Two years ago, my golf club introduced Play With the Pro, which allows members to sign up, at no charge, to play nine or eighteen holes with Fran, our head professional. The program has two purposes. The first is to get Fran onto the golf course. Like many people who loved golf so much when they were kids that they decided to make a career of it, Fran hardly ever got to play, and his main exposure to the game was sitting in a chair on the practice tee, watching people with terrible swings hit terrible shots.
The second purpose is to give members opportunities to spend quality time with their head professional. We can sign up in the golf shop, and we can do it alone, with friends, with members of our family, whatever. Playing with Fran is a good way for new members to learn that they aren’t supposed to drive golf carts into bunkers, and it’s a good way for long-time members to sneak in a free playing lesson. (The club pays Fran his lesson rate for his time, so he doesn’t lose income that he could have earned by teaching.)
At a club I used to belong to, playing lots of golf with members was part of the head pro’s job description, and the program was so popular that the sign-up sheet for the entire season usually filled up the day it was posted. At many other clubs, though, golf committees view a pro who’s playing golf as a pro who’s slacking off. They want him in the golf shop, handing out scorecards and hawking balls and telling guests where the men’s room is. Hey—get over it!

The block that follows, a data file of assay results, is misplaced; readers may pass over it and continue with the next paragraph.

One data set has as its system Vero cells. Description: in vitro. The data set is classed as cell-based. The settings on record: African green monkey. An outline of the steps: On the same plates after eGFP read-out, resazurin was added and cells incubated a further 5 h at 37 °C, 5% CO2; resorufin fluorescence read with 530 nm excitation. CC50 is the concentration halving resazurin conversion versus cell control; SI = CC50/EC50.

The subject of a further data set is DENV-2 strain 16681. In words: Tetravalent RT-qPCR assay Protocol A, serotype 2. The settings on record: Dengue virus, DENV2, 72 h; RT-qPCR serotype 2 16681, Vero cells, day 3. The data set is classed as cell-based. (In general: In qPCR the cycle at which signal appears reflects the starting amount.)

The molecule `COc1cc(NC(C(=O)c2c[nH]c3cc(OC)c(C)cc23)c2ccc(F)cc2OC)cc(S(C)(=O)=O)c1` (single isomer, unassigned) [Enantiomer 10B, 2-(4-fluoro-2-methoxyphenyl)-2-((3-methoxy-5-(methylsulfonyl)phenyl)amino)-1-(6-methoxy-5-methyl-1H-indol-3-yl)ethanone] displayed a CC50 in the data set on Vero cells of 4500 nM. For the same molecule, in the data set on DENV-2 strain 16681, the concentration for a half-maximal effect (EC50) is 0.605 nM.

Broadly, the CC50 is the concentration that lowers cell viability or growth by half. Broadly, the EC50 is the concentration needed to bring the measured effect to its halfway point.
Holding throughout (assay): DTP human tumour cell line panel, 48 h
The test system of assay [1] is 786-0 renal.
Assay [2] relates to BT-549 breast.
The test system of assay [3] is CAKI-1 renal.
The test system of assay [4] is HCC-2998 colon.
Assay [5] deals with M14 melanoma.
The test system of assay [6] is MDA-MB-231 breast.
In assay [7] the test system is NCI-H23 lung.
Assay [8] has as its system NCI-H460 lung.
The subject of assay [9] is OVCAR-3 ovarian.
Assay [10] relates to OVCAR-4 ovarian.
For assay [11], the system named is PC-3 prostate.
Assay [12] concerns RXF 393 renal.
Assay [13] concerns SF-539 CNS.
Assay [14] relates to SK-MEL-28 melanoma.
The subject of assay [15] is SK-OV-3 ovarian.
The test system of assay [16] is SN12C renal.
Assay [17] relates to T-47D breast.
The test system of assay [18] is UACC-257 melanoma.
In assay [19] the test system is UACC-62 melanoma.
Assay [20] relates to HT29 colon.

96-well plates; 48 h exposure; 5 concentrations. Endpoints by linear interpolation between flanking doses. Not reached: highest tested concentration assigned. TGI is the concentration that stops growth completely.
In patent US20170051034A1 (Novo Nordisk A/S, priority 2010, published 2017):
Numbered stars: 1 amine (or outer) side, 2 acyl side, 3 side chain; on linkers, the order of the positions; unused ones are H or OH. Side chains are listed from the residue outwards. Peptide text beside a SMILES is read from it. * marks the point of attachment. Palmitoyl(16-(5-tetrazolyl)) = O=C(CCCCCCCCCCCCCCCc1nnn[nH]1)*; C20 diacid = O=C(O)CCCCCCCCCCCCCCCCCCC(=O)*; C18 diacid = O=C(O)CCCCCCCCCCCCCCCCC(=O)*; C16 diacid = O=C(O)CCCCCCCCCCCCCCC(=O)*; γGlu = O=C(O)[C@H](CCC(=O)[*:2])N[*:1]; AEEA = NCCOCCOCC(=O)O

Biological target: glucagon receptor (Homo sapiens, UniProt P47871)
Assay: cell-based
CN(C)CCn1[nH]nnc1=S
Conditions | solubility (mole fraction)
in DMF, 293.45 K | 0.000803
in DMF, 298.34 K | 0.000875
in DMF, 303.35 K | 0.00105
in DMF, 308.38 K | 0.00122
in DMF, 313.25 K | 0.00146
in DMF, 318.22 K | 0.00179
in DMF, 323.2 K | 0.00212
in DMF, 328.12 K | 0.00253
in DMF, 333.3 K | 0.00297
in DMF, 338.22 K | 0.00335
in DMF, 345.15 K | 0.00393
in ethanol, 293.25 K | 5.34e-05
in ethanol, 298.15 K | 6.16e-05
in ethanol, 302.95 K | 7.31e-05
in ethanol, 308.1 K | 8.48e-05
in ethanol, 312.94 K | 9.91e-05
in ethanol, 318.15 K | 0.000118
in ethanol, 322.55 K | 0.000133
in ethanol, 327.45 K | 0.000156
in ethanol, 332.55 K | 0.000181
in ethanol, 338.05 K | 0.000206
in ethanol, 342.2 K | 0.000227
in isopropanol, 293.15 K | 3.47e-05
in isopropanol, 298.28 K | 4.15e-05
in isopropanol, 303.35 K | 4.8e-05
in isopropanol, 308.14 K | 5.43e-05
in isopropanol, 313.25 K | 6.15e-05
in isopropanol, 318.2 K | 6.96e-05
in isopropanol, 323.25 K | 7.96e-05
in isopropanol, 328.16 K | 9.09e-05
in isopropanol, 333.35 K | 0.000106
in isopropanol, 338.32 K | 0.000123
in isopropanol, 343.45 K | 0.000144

At our club, we encourage our superintendent, Gary, to play a lot, too. He usually plays with the gang in our regular game on Sunday morning, after coming to work before dawn to cut the greens, and because he doesn’t mind bad weather he plays with us all winter, too. And every October we take Fran and Gary with us on our annual end-of-season golf trip to Atlantic City, during which we only play golf and eat crappy food, and nobody ever goes to a casino (except, occasionally, a couple of the young guys). It’s fun for Gary and Fran, and it’s fun for us. And that’s the whole point, right?